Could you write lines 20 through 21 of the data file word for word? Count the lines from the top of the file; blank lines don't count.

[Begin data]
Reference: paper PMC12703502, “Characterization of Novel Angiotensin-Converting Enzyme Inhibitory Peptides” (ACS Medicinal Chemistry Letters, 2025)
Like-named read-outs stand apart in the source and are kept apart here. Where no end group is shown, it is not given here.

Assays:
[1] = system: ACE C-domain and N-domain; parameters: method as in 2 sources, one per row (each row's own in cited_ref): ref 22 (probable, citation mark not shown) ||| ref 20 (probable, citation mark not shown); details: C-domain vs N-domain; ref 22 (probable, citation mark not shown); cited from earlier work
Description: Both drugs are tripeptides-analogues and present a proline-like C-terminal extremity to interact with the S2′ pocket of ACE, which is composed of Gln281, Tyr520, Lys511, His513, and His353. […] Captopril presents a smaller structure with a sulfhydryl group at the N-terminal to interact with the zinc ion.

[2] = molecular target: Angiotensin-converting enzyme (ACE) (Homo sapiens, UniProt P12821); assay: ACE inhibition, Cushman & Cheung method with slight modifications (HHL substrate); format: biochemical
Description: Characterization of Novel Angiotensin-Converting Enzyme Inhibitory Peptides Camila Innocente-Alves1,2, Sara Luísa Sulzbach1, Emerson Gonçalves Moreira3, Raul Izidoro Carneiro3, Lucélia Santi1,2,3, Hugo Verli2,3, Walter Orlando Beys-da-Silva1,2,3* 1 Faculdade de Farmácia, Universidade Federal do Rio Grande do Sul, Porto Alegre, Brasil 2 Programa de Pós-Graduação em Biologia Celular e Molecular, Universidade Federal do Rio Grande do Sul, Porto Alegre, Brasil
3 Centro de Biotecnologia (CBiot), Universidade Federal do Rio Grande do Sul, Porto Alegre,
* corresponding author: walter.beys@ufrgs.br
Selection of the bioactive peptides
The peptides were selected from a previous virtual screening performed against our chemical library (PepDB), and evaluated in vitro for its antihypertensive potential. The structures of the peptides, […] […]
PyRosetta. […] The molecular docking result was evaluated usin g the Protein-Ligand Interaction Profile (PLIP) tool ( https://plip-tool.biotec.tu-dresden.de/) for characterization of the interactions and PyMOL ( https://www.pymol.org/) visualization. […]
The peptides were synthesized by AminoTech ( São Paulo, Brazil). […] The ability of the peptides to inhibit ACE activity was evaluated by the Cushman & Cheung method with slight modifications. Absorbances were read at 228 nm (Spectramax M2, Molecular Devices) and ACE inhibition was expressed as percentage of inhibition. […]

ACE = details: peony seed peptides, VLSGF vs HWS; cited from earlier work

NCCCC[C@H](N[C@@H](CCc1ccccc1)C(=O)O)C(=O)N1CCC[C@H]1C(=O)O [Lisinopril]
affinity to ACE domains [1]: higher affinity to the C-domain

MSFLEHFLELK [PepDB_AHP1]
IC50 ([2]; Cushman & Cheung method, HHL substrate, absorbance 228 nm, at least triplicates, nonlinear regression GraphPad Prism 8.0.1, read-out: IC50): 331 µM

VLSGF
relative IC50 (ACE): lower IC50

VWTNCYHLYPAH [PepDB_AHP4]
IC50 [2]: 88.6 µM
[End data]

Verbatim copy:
relative IC50 (ACE): lower IC50

VWTNCYHLYPAH [PepDB_AHP4]